In recent years, developers have snatched up land for $100,000 an acre in some cases, or 40 times what it fetched as farmland. Though home prices here are declining as in other parts of the nation, houses still cost about 60% more than in 2004.
The influx of money is creating new jobs in hotels and restaurants as traditional industries like farming and timber fade out. Tamarack ski resort in nearby Donnelly helped super-charge growth in the area. Opened in 2004, the resort, the nation's newest downhill ski destination, is expected to cost about $1.5 billion when fully completed in a decade or so.
Retail sales in the Valley County area increased 30% between 2003 and 2005, according to local research. New members in the McCall Chamber of Commerce include a jewelry store and two art galleries.
Jeff Bowlby, a Seattle cabinet manufacturer, has purchased three properties here over the past six years. Along the way, he's noticed an explosion of new services and goods for sale. One local fly-fishing store, for instance, now sells rubber waders for $750 a pair. Spa del Sol offers a $125 Salmon River stone massage, using heated local stones that have been carefully selected "for their shape and energy." Remarks Mr. Bowlby: "The notion of getting a massage five years ago was pretty crazy."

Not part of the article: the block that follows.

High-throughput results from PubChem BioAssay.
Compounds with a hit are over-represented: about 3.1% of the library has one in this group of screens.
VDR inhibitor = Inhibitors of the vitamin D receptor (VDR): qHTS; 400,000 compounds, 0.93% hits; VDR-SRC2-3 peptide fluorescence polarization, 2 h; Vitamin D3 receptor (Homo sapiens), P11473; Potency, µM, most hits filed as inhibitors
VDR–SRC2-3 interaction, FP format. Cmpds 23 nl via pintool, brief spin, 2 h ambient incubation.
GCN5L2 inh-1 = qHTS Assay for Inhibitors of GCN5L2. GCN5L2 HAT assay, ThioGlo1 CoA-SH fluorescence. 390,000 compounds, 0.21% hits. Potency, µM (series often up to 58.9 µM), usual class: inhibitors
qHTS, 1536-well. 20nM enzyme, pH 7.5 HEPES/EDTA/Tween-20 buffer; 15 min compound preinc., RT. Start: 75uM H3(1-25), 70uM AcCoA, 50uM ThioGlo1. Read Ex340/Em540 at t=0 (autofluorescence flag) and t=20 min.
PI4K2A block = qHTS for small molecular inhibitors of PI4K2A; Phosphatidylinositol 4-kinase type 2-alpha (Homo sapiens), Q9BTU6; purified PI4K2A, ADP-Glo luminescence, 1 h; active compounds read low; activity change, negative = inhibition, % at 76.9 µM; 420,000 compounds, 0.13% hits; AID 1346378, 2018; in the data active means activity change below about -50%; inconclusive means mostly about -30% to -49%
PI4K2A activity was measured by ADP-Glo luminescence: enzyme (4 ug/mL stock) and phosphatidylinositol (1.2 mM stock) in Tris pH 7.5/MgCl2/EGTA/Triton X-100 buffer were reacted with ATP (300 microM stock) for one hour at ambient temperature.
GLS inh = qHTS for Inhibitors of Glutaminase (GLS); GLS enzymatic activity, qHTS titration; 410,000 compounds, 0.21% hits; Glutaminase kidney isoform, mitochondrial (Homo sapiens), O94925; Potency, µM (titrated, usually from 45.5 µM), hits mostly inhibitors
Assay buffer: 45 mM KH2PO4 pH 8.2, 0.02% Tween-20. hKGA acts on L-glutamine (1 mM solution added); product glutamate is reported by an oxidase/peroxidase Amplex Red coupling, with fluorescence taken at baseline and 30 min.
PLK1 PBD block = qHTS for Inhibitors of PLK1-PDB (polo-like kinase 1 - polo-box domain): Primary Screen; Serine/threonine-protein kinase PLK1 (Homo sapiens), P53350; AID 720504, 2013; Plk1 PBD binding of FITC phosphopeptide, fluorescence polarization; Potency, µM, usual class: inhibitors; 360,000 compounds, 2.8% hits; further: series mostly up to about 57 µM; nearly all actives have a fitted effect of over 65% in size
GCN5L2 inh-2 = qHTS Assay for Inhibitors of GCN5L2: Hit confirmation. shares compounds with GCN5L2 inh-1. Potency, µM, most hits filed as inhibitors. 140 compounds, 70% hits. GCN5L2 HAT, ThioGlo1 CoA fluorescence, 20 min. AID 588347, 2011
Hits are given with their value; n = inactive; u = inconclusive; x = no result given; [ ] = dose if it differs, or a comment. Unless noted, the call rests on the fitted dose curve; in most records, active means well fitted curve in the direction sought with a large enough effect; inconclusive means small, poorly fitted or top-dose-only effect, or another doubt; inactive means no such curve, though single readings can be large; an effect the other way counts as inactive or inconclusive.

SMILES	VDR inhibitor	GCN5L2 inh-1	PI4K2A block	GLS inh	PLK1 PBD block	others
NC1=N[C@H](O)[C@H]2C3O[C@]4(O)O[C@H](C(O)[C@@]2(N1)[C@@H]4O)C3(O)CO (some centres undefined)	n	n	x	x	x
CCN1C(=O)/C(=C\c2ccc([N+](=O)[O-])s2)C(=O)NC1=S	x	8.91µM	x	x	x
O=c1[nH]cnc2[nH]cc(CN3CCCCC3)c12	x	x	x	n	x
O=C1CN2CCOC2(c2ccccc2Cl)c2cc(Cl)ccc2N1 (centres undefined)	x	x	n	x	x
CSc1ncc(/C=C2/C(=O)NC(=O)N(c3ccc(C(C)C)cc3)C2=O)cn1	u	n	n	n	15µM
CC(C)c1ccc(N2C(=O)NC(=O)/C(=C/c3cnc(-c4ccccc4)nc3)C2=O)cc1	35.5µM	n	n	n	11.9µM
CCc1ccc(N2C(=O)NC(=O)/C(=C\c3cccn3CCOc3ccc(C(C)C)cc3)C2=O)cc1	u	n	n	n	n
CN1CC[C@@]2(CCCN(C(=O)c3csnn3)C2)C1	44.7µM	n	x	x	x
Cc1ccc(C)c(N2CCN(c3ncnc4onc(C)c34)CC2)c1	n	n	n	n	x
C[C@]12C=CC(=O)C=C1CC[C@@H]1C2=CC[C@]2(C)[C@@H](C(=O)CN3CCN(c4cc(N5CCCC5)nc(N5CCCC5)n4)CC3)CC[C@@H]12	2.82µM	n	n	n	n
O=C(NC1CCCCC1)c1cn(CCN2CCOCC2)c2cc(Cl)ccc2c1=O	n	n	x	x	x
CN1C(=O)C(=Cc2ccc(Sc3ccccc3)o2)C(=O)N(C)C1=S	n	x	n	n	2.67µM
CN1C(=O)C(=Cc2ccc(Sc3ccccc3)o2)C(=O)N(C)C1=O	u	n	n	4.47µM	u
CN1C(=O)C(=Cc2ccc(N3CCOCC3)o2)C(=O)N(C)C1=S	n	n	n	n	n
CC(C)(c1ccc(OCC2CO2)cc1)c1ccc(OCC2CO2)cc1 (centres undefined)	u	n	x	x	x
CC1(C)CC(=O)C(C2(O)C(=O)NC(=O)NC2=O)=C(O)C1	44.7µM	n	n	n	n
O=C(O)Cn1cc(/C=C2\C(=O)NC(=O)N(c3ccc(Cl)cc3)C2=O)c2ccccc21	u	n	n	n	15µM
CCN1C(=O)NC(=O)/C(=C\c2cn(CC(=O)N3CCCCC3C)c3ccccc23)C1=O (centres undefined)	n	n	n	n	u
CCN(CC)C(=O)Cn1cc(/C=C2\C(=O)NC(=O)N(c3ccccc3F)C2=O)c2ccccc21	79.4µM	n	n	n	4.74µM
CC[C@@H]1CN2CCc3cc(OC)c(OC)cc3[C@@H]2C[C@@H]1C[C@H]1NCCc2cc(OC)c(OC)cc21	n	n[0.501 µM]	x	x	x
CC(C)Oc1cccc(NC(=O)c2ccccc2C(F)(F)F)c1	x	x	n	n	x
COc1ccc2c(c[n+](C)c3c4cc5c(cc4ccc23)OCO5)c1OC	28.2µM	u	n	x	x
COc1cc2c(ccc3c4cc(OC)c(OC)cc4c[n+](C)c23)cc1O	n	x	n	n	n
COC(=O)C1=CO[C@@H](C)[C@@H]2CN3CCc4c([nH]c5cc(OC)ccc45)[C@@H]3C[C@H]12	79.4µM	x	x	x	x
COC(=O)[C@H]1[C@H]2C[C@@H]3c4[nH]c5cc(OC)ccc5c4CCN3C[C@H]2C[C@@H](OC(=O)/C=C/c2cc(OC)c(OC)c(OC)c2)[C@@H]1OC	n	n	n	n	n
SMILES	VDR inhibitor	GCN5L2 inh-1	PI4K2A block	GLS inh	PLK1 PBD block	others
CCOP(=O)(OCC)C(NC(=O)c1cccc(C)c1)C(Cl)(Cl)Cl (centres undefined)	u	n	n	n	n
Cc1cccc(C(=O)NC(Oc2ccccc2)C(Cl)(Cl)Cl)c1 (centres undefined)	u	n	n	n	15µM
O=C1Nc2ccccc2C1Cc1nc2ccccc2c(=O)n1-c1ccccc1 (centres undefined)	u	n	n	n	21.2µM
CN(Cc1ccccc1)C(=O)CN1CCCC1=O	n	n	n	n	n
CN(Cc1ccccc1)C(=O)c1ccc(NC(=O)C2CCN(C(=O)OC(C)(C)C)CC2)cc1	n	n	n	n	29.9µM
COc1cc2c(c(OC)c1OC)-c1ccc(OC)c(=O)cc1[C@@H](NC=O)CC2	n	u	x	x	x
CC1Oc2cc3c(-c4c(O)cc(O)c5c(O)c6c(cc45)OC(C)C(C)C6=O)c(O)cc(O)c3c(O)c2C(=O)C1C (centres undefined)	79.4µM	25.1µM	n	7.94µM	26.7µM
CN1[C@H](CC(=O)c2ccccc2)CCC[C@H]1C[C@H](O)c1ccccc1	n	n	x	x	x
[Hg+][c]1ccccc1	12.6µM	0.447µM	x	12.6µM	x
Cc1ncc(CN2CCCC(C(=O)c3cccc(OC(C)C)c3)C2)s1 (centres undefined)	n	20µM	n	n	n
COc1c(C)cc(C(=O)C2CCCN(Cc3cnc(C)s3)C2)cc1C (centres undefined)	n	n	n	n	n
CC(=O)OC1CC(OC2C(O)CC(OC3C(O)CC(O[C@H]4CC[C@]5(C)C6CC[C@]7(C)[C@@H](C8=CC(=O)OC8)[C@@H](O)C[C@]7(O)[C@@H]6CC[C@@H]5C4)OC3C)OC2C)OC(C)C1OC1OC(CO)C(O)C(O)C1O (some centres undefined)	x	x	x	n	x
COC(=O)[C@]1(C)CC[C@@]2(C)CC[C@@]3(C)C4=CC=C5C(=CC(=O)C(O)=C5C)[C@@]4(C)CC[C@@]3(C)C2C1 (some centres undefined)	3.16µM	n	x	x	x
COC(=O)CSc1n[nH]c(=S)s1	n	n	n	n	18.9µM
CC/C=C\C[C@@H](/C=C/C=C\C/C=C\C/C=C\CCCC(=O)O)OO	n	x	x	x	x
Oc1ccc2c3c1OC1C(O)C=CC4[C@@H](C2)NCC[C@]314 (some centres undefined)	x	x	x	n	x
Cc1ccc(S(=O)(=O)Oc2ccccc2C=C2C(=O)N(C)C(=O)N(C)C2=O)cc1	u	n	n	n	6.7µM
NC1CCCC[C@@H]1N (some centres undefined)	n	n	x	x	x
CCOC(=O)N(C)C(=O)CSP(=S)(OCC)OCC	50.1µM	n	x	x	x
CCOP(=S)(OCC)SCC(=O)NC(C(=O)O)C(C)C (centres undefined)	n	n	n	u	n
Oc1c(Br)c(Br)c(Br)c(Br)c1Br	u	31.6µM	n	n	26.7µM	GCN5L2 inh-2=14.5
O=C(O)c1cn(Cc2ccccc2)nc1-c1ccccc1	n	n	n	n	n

City Market & Wine shop opened here about a year ago and caters to epicureans with $200 bottles of Italian Barolo and two dozen varieties of olive oil. For Thanksgiving, the store posted a sign-up sheet for organic turkeys. "Probably every Range Rover in town shops here," says Mark Colafranceschi, a Canadian transplant who owns the shop with his fiancée.
Rural gentrification, and the trappings that go with it, isn't unique to Idaho. Washington's Methow Valley, once a logging community, now attracts cross-county skiiers. Its Twisp Municipal Airport boasts about 30 hangars for private planes, or double the number 10 years ago. Virginia's Bath County, tucked into the Allegheny Mountains, encompasses a number of land grants given to colonists in the 1600s. A longtime favorite among hunters, boaters and fishermen, it began sprouting second homes in the 1990s.